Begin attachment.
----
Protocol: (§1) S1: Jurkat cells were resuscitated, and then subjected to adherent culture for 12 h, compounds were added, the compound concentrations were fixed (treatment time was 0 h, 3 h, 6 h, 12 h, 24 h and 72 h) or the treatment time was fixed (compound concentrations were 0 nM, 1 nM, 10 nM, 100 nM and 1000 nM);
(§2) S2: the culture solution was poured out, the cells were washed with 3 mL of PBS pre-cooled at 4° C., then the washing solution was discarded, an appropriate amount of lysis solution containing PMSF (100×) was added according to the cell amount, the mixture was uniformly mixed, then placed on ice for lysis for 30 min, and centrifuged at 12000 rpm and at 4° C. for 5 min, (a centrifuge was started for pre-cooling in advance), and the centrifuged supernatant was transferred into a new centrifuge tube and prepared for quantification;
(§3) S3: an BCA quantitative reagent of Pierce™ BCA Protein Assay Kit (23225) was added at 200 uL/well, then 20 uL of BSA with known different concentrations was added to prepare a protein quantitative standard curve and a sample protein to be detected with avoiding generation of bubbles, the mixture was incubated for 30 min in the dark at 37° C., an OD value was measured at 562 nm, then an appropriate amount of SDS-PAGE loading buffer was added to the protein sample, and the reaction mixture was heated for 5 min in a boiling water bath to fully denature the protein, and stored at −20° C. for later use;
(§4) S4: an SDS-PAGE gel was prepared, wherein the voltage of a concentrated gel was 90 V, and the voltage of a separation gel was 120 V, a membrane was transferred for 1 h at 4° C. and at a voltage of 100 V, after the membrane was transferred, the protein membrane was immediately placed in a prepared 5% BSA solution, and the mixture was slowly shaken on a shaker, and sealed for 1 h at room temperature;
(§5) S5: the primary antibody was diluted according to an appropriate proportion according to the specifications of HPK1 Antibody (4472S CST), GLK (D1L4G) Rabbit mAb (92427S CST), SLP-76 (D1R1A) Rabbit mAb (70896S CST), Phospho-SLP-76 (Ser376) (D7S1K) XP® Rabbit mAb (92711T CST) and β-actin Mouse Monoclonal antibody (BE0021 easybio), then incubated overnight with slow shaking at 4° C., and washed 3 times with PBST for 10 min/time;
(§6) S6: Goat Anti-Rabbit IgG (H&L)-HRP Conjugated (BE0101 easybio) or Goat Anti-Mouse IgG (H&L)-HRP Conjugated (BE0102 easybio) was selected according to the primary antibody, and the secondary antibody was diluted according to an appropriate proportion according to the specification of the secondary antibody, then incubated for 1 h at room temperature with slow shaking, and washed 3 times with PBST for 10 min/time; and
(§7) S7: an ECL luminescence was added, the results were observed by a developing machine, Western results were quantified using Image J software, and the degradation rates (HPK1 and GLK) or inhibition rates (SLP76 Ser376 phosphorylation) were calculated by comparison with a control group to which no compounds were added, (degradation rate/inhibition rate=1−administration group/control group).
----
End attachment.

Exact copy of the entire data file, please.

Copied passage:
Protocol: (§1) S1: Jurkat cells were resuscitated, and then subjected to adherent culture for 12 h, compounds were added, the compound concentrations were fixed (treatment time was 0 h, 3 h, 6 h, 12 h, 24 h and 72 h) or the treatment time was fixed (compound concentrations were 0 nM, 1 nM, 10 nM, 100 nM and 1000 nM);
(§2) S2: the culture solution was poured out, the cells were washed with 3 mL of PBS pre-cooled at 4° C., then the washing solution was discarded, an appropriate amount of lysis solution containing PMSF (100×) was added according to the cell amount, the mixture was uniformly mixed, then placed on ice for lysis for 30 min, and centrifuged at 12000 rpm and at 4° C. for 5 min, (a centrifuge was started for pre-cooling in advance), and the centrifuged supernatant was transferred into a new centrifuge tube and prepared for quantification;
(§3) S3: an BCA quantitative reagent of Pierce™ BCA Protein Assay Kit (23225) was added at 200 uL/well, then 20 uL of BSA with known different concentrations was added to prepare a protein quantitative standard curve and a sample protein to be detected with avoiding generation of bubbles, the mixture was incubated for 30 min in the dark at 37° C., an OD value was measured at 562 nm, then an appropriate amount of SDS-PAGE loading buffer was added to the protein sample, and the reaction mixture was heated for 5 min in a boiling water bath to fully denature the protein, and stored at −20° C. for later use;
(§4) S4: an SDS-PAGE gel was prepared, wherein the voltage of a concentrated gel was 90 V, and the voltage of a separation gel was 120 V, a membrane was transferred for 1 h at 4° C. and at a voltage of 100 V, after the membrane was transferred, the protein membrane was immediately placed in a prepared 5% BSA solution, and the mixture was slowly shaken on a shaker, and sealed for 1 h at room temperature;
(§5) S5: the primary antibody was diluted according to an appropriate proportion according to the specifications of HPK1 Antibody (4472S CST), GLK (D1L4G) Rabbit mAb (92427S CST), SLP-76 (D1R1A) Rabbit mAb (70896S CST), Phospho-SLP-76 (Ser376) (D7S1K) XP® Rabbit mAb (92711T CST) and β-actin Mouse Monoclonal antibody (BE0021 easybio), then incubated overnight with slow shaking at 4° C., and washed 3 times with PBST for 10 min/time;
(§6) S6: Goat Anti-Rabbit IgG (H&L)-HRP Conjugated (BE0101 easybio) or Goat Anti-Mouse IgG (H&L)-HRP Conjugated (BE0102 easybio) was selected according to the primary antibody, and the secondary antibody was diluted according to an appropriate proportion according to the specification of the secondary antibody, then incubated for 1 h at room temperature with slow shaking, and washed 3 times with PBST for 10 min/time; and
(§7) S7: an ECL luminescence was added, the results were observed by a developing machine, Western results were quantified using Image J software, and the degradation rates (HPK1 and GLK) or inhibition rates (SLP76 Ser376 phosphorylation) were calculated by comparison with a control group to which no compounds were added, (degradation rate/inhibition rate=1−administration group/control group).